Letter to the editors
This is to commend a deputy chief of the Fort Wayne Police Department (FWPD) for making a clear and, considering the amount of political correctness in the air, courageous statement on the importance of both diverse hiring practices and upholding the standards of his department.
“If you were in a medical crisis, when you go to the hospital, you don’t sit in the emergency room until you get an African-American doctor or a Latino doctor, you take the best,” he told a local television channel this week. “You get those services right then and there. We provide the best services and the best officers.”
The chief was answering a pointed question from a reporter, the premise of which was that the FWPD was errant in not hiring more black officers in response to national urban unrest.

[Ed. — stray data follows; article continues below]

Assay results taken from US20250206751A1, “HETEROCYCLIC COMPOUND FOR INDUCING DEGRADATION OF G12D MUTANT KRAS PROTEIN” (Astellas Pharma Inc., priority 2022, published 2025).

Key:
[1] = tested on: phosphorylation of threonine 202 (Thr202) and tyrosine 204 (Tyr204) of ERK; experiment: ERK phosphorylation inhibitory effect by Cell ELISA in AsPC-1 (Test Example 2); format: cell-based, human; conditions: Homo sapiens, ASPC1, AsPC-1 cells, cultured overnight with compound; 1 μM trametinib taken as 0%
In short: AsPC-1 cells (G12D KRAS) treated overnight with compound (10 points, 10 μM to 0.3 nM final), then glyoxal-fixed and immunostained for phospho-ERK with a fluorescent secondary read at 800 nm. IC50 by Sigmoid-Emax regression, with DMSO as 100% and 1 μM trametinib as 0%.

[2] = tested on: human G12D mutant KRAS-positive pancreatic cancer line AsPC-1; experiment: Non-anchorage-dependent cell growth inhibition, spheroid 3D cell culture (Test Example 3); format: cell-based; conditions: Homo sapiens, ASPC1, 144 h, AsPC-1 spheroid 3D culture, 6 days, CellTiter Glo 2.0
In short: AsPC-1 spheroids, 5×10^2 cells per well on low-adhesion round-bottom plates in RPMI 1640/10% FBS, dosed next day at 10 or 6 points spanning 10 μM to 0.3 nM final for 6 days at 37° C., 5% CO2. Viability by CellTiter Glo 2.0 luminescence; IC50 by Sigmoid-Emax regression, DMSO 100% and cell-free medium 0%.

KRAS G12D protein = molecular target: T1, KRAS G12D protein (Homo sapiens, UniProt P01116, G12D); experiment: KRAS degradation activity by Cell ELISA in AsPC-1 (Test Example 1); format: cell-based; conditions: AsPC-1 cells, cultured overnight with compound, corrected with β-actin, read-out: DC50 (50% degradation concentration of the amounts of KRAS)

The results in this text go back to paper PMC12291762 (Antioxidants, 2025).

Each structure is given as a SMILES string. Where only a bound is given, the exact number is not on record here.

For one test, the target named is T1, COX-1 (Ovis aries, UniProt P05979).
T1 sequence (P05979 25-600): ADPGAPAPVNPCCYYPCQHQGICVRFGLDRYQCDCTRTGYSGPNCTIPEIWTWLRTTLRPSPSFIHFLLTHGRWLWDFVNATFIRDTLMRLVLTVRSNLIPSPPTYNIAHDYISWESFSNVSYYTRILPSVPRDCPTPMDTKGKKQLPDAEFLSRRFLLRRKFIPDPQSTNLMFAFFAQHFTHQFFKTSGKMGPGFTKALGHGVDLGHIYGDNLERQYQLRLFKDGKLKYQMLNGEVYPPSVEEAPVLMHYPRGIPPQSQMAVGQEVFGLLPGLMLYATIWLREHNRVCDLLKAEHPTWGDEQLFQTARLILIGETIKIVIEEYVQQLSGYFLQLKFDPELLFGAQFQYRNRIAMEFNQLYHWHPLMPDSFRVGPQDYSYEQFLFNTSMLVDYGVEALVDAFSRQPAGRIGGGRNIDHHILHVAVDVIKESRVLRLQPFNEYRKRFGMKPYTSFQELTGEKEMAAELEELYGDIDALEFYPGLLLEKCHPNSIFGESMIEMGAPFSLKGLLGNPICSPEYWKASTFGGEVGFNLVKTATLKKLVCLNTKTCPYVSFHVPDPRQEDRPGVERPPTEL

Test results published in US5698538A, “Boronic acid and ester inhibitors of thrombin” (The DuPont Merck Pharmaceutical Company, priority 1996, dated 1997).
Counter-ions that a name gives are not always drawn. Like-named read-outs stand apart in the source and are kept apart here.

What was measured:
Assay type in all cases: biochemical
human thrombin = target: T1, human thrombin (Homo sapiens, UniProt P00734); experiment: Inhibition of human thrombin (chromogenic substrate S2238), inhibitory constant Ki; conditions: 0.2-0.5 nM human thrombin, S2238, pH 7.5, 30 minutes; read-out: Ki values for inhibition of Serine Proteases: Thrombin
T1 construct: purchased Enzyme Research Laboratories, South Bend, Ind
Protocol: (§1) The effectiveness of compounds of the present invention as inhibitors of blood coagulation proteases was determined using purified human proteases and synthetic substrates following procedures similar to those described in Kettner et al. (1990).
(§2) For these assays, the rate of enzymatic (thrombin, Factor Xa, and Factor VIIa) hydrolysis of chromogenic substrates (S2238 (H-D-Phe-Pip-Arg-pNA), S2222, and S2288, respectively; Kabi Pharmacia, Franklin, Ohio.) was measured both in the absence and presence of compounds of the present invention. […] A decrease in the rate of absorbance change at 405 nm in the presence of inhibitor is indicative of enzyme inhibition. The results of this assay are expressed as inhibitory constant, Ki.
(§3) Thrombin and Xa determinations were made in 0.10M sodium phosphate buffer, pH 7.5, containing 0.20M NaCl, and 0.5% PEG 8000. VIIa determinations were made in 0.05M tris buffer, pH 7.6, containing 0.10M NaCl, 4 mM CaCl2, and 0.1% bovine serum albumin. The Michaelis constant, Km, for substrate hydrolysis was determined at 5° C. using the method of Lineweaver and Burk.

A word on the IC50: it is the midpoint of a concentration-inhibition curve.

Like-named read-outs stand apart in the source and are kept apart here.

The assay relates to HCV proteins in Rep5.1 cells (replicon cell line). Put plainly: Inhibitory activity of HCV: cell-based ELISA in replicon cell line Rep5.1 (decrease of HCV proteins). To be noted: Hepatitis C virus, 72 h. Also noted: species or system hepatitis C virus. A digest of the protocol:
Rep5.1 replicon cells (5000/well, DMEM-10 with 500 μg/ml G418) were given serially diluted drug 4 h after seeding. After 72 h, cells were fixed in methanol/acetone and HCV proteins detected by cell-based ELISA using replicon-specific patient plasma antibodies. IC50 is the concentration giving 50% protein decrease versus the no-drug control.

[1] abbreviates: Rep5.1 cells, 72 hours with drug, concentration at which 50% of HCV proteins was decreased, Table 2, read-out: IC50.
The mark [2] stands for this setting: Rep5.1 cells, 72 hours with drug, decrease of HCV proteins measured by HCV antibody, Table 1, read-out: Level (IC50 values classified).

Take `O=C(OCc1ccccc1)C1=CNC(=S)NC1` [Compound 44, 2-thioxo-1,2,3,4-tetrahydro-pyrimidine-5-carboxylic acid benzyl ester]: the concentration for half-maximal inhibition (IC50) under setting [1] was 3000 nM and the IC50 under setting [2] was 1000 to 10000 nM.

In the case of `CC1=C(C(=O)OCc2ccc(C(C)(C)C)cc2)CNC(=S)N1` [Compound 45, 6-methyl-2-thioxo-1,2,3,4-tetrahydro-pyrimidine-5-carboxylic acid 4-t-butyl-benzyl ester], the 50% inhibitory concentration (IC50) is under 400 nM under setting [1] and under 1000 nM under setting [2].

That of course would be great if the hiring were to represent dedication to the equal opportunity central to a 600-year legal tradition based on individual worth. It would be a disaster if it were to represent the pursuit of a mere equality of results, one driven by the political faction of the moment.
Now we wait to see whether the politicians at city hall will back up the chief and other professionals, black and white, of a fine and honorable department, one that historically has been respectful of all races and classes.
Meanwhile, the media could do us all a service by not assuming that Indiana is Alabama, and the year is 1965.
— Craig Ladwig